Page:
Tuesday, 25 June 2019

Is relentless industrial development threatening the beautiful Birdtail River? Lucrative highway contracts have brought an explosion of noise and congestion to a picturesque valley in western Manitoba. (Letter)


Dear Editor,

If ever there was an example of just how numb we've become to the planetary crisis we all face, it’s surely playing out in plain sight right here, right now, in Shoal Lake. As many of my neighbours will already know, big dump trucks have been lumbering by in front of our homes for about a week now. Beginning before dawn, they sometimes become a steady stream that lasts much of each day, coming and going, until about dusk. 

These heavy diesel "twenty-two-wheelers" with long, steel boxes, have been moving gravel (or some similar material), from a big mine along the Yellowhead to the west, to a big maintenance project along Highway 21 to the south.
One of the many trucks working on the project
in question, ready to be loaded at the mine.
Since the trucks pass right by our front window, I’ve been able to do a rough count. At about 150 round trips per day, they must be set to move hundreds of thousands of cubic yards of material before the operation ends. Make no mistake, folks. This is one big job. 
The mine in full operational mode, fall, 2018. PinP photos.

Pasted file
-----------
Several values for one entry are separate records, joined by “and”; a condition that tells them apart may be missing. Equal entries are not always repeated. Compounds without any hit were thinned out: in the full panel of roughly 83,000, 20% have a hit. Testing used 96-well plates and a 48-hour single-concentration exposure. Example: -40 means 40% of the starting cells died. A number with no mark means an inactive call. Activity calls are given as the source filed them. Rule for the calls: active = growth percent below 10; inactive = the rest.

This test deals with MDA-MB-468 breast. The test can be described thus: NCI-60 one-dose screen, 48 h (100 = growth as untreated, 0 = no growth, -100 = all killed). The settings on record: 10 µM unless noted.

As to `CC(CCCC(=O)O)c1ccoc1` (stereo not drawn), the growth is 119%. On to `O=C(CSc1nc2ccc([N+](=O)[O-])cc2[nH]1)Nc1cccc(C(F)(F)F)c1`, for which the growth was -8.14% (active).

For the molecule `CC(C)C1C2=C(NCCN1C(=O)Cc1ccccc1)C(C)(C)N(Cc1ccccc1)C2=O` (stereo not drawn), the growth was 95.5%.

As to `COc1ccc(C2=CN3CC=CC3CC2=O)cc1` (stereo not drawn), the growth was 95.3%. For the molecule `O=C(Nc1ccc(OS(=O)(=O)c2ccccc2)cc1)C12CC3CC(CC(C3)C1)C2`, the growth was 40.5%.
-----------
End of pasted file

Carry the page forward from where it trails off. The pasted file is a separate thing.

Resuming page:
The mine supplying the raw product has been expanding for years along the banks of the Birdtail River. I’ve been out there a few times over the past few years. I’ve captured shots of the copious dust it kicks up when in full operational mode (above). You can also hear the din of the machines echoing up and down an otherwise fairly peaceful valley. Prevailing westerlies carry the dust from the mine right over (and no doubt into) the river. Such sediment has long been proven to be bad news for fish and other aquatic life. 

This seems to matter not, however. Neither does the fact that internal combustion engines are significant contributors of greenhouse gases and climate change which the experts are warning will be in “runaway mode,” or beyond our ability to turn around, in about a decade. 

Apparently, we are also supposed to ignore the fact that being exposed to diesel fumes, even for a short time, can cause coughing and irritation of the eye, nose or throat. Long-term exposure can lead to even more serious health effects, including cancer. So just how long will this highway “improvement” project last? I have no idea, do you? 

And, by the way, did you take part in the vote that gave them our permission to do this? Oh, that’s right! There wasn’t one!

So how do we maintain our roads and standard of living to the degree to which we've become accustomed without producing these downsides?  I personally believe - while it's not something many will want to hear - maybe we cannot! Surely at least part of the solution must include actually lowering our expectations - travelling less and driving more energy-efficient vehicles. 

One thing I do know. The way we are doing things now, is taking us all down a dangerous, and very congested road.

Larry Powell
Shoal Lake, Manitoba.

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